Young and middle-aged heart attack survivors are more likely to have poor health and low quality of life if they have fewer family and friends to support them in their recovery, a new study suggests.
The study included more than 3,400 survivors, aged 18 to 55, who were assessed immediately after their heart attack and again one month and 12 months later.
The first assessment found that patients with low social support were more likely to be single, unemployed, live alone, smoke, abuse alcohol and to have heart risk factors such as high blood pressure, diabetes and depression.
One and 12 months after a heart attack, patients with low social support tended to have poorer mental health, more symptoms of depression and lower quality of life, according to the study published Sept. 30 in the Journal of the American Heart Association.
The findings are consistent with previous studies of older heart attack patients, and suggest the need for new ways of helping heart attack survivors.
"Studies like this are opening up a wide list of different types of risk factors than the ones we conventionally think about," senior study author Dr. Harlan Krumholz, director of the Center of Outcomes Research and Evaluation at Yale-New Haven Hospital in Connecticut, said in a journal news release.
"We shouldn't just be concerning ourselves with pills and procedures. We have to pay attention to things like love and friendship and the context of people's lives. It may be that these efforts to help people connect better with others, particularly after an illness, may have very powerful effects on their recovery and the quality of their lives afterwards," Krumholz said.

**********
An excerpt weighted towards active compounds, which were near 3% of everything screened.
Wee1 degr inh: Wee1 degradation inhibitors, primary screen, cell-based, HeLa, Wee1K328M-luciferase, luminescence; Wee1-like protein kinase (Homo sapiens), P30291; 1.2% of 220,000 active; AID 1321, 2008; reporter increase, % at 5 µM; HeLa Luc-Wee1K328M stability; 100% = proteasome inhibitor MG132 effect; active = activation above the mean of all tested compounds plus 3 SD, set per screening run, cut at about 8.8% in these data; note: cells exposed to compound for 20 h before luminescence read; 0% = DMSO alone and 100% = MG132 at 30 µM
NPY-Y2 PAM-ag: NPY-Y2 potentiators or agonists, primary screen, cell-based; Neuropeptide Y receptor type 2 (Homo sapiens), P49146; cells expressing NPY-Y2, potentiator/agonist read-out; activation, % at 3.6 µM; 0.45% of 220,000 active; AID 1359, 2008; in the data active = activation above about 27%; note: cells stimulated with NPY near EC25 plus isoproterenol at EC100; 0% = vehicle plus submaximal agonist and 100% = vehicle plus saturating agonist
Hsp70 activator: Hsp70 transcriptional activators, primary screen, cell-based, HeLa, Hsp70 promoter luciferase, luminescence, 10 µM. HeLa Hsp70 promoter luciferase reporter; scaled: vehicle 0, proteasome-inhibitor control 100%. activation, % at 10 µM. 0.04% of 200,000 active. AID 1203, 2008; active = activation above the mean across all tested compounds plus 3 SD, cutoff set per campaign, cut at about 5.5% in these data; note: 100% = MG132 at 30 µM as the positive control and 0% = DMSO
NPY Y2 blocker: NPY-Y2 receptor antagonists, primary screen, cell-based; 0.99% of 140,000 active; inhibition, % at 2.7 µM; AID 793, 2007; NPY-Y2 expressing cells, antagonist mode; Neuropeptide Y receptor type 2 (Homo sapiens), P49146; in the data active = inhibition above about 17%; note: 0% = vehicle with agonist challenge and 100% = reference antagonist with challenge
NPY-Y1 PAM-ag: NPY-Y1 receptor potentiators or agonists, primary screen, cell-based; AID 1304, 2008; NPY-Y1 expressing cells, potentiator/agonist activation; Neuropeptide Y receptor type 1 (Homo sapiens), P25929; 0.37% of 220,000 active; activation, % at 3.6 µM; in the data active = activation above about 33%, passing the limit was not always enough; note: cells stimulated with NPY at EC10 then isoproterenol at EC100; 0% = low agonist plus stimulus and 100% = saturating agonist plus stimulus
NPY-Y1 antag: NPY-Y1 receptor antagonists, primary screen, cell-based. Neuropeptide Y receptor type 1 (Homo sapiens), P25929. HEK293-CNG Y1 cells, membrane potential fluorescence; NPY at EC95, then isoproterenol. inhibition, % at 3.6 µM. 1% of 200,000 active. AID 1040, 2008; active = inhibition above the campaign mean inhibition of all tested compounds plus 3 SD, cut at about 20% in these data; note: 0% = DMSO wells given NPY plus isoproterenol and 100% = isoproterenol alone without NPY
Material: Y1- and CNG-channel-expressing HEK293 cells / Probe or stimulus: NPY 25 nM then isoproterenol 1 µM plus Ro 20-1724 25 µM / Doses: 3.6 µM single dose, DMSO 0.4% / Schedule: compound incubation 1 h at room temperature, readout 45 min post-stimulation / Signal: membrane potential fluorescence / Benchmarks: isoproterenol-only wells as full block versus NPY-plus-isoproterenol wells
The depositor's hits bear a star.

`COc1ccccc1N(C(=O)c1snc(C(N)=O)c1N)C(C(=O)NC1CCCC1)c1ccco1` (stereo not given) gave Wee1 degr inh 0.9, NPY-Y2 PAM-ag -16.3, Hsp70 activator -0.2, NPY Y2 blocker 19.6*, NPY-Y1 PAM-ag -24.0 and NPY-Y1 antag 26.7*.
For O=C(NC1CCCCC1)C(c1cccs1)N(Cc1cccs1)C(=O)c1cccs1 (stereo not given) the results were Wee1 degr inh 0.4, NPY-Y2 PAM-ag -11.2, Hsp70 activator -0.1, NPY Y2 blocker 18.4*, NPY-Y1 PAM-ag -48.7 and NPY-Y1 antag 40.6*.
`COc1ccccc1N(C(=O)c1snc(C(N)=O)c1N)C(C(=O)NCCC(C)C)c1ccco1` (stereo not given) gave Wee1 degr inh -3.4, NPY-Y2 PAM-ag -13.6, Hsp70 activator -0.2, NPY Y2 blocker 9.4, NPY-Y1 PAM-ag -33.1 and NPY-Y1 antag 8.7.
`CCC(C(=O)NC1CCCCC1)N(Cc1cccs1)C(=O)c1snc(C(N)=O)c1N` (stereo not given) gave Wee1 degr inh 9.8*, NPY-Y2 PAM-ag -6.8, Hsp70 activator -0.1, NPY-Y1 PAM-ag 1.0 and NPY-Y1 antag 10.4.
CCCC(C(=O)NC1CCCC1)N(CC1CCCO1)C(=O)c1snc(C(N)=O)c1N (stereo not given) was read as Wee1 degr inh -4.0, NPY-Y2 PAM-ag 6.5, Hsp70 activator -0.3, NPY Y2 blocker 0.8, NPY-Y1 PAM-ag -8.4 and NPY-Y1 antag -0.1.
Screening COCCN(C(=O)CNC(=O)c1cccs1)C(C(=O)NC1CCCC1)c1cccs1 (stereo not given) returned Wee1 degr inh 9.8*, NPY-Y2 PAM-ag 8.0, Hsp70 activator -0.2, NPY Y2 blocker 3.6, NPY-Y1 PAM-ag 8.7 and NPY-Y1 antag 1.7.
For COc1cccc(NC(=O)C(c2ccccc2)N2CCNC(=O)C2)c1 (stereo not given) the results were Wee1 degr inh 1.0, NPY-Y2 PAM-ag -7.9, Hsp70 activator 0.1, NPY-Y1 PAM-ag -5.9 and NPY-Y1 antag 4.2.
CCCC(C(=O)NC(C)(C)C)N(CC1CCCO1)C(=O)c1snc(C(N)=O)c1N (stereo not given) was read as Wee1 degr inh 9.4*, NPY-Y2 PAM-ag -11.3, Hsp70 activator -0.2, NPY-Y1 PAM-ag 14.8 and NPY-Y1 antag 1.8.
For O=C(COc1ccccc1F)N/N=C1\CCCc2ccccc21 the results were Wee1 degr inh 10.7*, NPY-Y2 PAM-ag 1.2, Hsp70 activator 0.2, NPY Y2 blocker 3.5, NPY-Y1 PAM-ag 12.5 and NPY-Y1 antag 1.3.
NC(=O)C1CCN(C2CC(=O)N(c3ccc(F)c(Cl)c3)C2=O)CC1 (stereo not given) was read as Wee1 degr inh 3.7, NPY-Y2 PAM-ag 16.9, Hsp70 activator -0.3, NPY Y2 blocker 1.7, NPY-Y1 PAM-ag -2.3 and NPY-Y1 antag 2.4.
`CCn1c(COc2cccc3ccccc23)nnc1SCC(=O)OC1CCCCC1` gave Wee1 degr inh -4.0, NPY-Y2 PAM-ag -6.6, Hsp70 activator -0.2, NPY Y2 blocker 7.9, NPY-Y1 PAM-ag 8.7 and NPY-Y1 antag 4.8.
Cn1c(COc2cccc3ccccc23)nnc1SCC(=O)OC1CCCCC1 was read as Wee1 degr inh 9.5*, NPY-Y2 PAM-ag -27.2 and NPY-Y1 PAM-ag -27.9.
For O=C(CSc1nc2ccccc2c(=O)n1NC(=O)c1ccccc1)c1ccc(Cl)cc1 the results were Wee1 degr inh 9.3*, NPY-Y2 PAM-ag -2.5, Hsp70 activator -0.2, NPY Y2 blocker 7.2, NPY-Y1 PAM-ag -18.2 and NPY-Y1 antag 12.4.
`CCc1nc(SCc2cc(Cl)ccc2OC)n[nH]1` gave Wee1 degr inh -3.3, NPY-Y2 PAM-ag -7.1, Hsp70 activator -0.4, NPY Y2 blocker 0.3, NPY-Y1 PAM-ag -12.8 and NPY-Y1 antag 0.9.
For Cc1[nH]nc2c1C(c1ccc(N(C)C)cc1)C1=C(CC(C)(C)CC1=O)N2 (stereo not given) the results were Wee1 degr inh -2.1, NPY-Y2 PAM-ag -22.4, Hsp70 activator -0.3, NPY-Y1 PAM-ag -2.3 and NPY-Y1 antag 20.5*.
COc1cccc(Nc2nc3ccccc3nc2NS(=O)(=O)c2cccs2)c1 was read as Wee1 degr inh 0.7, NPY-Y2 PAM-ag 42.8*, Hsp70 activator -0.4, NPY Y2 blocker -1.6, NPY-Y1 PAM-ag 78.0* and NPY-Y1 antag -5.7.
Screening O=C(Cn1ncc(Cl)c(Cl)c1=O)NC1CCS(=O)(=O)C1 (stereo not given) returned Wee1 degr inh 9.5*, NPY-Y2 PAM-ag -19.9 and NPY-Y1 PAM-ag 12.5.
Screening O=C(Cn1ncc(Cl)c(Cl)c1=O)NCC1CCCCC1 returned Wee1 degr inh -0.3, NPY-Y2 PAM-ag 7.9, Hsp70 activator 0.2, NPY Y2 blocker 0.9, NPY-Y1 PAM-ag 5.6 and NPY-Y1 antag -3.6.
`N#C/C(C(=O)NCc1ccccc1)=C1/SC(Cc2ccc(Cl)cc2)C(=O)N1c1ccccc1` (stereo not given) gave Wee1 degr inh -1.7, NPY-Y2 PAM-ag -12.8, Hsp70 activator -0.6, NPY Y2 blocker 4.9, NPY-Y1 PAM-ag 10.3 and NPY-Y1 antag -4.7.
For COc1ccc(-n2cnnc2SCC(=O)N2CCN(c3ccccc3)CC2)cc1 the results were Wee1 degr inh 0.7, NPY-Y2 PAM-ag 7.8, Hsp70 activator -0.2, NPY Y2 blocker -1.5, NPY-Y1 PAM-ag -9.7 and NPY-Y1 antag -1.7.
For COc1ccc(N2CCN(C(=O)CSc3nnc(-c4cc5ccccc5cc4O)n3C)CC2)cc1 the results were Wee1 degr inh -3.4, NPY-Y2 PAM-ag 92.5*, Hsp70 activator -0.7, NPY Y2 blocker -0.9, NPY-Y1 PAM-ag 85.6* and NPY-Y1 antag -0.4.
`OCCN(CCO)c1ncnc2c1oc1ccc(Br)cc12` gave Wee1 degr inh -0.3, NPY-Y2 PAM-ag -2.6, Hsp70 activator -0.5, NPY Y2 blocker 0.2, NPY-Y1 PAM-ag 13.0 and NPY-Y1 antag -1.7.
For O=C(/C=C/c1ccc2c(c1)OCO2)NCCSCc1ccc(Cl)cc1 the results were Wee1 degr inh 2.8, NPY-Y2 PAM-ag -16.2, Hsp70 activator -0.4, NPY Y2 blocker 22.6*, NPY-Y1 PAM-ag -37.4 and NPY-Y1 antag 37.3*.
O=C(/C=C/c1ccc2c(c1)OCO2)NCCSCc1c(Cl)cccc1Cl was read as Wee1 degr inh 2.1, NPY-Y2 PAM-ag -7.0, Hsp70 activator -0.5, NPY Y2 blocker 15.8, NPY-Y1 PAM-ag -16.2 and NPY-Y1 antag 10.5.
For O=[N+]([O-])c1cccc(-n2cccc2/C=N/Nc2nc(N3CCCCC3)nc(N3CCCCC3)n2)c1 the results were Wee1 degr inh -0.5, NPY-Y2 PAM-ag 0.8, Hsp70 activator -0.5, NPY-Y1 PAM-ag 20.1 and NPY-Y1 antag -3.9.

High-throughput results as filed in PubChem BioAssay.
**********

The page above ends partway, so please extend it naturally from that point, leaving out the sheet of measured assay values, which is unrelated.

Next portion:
Lead researcher Emily Bucholz, a student in the school of medicine and the department of chronic disease epidemiology in Yale's School of Public Health, said that "this study adds to current literature by showing that there may be some utility in being able to identify patient support networks when patients are first hospitalized for heart attack."
Although the study found an association between social support and health outcomes after a heart attack, it did not prove a cause-and-effect relationship.
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